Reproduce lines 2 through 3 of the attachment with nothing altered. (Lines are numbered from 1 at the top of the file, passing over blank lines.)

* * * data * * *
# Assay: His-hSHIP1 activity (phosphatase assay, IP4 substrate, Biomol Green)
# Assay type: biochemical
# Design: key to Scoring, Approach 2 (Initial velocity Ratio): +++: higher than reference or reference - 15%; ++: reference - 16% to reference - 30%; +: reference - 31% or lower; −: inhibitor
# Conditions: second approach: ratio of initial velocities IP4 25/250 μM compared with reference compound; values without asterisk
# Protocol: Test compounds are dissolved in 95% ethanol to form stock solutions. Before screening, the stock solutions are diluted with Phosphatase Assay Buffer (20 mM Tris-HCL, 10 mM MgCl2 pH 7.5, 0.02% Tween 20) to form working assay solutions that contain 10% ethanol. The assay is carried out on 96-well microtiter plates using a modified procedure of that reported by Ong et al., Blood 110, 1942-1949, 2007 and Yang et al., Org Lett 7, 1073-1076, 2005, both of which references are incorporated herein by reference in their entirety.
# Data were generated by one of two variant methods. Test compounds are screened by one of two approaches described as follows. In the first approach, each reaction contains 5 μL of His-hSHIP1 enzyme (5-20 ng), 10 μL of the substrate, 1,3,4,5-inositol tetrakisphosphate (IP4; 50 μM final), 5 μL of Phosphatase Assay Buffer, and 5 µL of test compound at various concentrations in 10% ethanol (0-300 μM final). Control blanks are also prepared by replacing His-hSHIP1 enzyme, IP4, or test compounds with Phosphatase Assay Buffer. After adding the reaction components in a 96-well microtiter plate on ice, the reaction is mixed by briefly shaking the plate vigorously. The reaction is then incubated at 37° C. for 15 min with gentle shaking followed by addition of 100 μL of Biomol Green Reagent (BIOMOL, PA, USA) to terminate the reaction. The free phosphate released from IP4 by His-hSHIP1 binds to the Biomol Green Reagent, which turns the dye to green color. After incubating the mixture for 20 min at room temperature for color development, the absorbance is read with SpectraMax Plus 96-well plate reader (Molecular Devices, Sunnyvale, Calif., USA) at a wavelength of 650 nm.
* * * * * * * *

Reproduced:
# Assay type: biochemical
# Design: key to Scoring, Approach 2 (Initial velocity Ratio): +++: higher than reference or reference - 15%; ++: reference - 16% to reference - 30%; +: reference - 31% or lower; −: inhibitor